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Race pace intensities

 

Is a race pace intensity, working at threshold power and heart rate ranges, more aerobic or anaerobic? All endurance race efforts are mainly aerobic. The degree to how much anaerobic metabolism plays a role will all depend on the type of racing you are preparing for. Short hard forceful efforts, such as a burst of speed on a road bike, a 3-10 second sprint, or a super steep climb on a trail, may all require some degree of anaerobic metabolism. But outside of a 3-10 second all out effort, your aerobic systems are mainly in play, even at a race pace or threshold intensity. Aerobic systems work towards removing lactic acid that is built from hard efforts. The stronger your aerobic system is, the faster you will remove acid from the muscle and the faster you will recover from each hard effort.

 

Working at threshold or race pace intensities is often looked at as an intensity that calls upon anaerobic properties to get the job done. In part, some anaerobic energy is used but it is mainly aerobic properties used within aerobic and anaerobic systems that play a main role in producing energy while working race pace intensities. To understand this you need to understand the different types of muscle fibers and the properties they carry. You have three types of fibers within the muscle. Type I, Type II-A, and Type II-B. Type I fibers carry aerobic properties only. Type II A fibers carry a mix of aerobic and anaerobic properties and type II-B fibers carry anaerobic properties only. Types II B fibers are the only muscle fibers that do not require oxygen to produce energy. Anaerobic means without oxygen. Type II-B fibers are your true anaerobic fibers and are the fibers used when there is a need for a very hard short effort from 3-10 seconds if not slightly longer. Outside of these short efforts, your ability to absorb oxygen within the muscle from aerobic adaptations within your type I and type II A fibers plays a key role in producing energy, even at race pace.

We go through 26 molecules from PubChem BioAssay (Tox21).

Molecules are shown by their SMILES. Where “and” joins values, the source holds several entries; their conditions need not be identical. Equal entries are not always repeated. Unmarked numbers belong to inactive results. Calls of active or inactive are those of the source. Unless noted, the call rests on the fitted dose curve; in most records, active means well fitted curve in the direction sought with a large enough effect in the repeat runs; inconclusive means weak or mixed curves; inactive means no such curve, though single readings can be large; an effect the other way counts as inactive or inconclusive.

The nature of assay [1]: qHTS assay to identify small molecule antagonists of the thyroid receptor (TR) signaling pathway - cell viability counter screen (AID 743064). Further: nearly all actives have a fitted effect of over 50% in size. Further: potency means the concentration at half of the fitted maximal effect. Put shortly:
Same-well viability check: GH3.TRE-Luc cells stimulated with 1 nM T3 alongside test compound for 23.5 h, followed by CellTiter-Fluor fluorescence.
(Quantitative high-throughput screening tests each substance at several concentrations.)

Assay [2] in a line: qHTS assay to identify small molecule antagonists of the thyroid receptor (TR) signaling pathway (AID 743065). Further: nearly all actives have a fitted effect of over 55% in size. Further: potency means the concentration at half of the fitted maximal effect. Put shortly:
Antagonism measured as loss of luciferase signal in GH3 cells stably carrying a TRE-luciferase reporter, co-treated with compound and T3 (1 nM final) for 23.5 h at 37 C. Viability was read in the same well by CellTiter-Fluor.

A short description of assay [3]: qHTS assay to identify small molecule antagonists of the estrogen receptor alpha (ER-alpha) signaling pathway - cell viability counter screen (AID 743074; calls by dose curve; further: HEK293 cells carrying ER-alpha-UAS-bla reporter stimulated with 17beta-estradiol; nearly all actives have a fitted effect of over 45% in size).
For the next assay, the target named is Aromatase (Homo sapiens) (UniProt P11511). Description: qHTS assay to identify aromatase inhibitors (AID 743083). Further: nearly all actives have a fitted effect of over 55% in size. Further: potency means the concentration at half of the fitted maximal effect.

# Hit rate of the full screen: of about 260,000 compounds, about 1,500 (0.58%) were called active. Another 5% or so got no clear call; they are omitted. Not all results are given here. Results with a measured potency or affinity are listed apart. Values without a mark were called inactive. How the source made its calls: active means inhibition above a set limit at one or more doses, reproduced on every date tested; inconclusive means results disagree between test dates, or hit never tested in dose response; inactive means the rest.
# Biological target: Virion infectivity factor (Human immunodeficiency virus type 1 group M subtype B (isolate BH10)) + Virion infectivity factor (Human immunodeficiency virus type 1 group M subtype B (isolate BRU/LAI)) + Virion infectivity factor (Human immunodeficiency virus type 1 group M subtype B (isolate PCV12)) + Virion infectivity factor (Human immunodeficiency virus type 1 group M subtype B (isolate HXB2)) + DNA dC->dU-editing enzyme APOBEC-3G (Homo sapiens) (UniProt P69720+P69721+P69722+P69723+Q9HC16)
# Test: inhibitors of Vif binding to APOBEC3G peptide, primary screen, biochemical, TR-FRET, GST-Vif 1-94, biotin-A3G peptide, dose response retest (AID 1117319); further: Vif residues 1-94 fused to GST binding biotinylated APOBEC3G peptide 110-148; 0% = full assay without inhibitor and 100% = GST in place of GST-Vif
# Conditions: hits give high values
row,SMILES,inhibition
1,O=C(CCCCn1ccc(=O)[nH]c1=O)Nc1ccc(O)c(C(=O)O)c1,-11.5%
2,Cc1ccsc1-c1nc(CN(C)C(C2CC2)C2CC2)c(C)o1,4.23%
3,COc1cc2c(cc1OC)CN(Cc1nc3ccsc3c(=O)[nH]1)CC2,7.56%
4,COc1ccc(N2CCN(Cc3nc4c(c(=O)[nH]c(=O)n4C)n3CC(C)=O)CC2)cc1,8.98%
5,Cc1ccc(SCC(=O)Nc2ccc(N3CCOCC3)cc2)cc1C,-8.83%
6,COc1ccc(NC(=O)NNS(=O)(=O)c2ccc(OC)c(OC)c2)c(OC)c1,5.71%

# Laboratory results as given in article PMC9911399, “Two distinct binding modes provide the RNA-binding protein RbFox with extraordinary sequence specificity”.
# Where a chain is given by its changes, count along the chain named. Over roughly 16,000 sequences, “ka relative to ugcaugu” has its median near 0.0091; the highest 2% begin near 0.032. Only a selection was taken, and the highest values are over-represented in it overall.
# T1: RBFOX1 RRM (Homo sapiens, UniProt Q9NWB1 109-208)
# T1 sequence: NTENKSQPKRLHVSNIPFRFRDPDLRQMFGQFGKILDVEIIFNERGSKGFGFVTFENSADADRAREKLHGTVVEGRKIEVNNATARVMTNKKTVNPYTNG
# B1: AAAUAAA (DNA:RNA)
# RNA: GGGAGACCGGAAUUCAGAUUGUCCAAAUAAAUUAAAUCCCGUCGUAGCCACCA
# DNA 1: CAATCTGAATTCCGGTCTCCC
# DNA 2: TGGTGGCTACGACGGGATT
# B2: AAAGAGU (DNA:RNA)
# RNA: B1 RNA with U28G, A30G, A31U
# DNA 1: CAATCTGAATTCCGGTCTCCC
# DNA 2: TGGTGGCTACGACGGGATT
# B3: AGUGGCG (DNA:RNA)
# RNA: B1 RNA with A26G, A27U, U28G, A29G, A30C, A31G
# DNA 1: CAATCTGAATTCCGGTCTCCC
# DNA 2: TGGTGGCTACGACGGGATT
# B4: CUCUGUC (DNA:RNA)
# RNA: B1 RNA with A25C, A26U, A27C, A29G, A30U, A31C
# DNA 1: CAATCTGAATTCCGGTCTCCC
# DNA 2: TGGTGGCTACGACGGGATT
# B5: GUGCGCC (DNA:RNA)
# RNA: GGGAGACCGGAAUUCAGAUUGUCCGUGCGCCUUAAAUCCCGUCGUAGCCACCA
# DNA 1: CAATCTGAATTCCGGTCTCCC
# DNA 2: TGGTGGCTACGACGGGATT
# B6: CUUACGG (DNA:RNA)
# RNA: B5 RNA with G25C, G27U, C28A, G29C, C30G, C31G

Type II A fibers come into play at all intensities but to which degree depends on how intense the activity is. They definitely come into play in larger quantities when working at threshold intensities or above and working threshold efforts or above takes place within all races, to different degrees depending on the race. It is the mix of aerobic and anaerobic properties that the type II A fibers carry that make them a key player in building power and speed for endurance events. To make gains to these fibers, you need to work your upper end ranges near threshold and above. A race or a hard ride is a great way to make gains to your type II fibers, as well as working forceful efforts on single speeds or using big gears. But there are a few major drawbacks to working with too much intensity too often. Training stress working at threshold ranges and above is high and too much work there is the most common reason for overtraining. Once over trained, a loss of power, sore muscles, and a lackluster mental attitude will follow. Recovery from an over trained state can take a long time. Also, the potential you have for making aerobic gains while focusing on working hard efforts is far less than your potential for making aerobic gains while working easier, focused on your type I aerobic friendly fibers. Like mentioned above, it is your potential for removing lactic acid that gives you more endurance and potential to produce a higher level of power for the duration of an endurance event.

 

As an endurance athlete, focusing on making aerobic gains is a priority. Your internal aerobic engine has more room to grow compared to your anaerobic engines. Too much hard work above your threshold ranges will elicit gains but it will also lead to an over trained state if it is taken too far. Each athlete can greatly vary in terms of how much high intensity stress they can handle. The best way to know how you handle intensity is to follow all forms of bio feedback, including heart rate responses, perceived exertions, and breathing trends. There are times of the year to focus on a majority of hard efforts but those times of year need to be timed well and kept in moderation to help peak for certain events. Working forceful efforts into the upper end ranges, using single speeds, big gear work, or running hills, is very important at times but how often and in what duration is another topic for another time.

 

Mike Schultz CSCS

Highland Training LLC

 

Phone: 814.289.6620 | Email: schultz@highlandtraining.net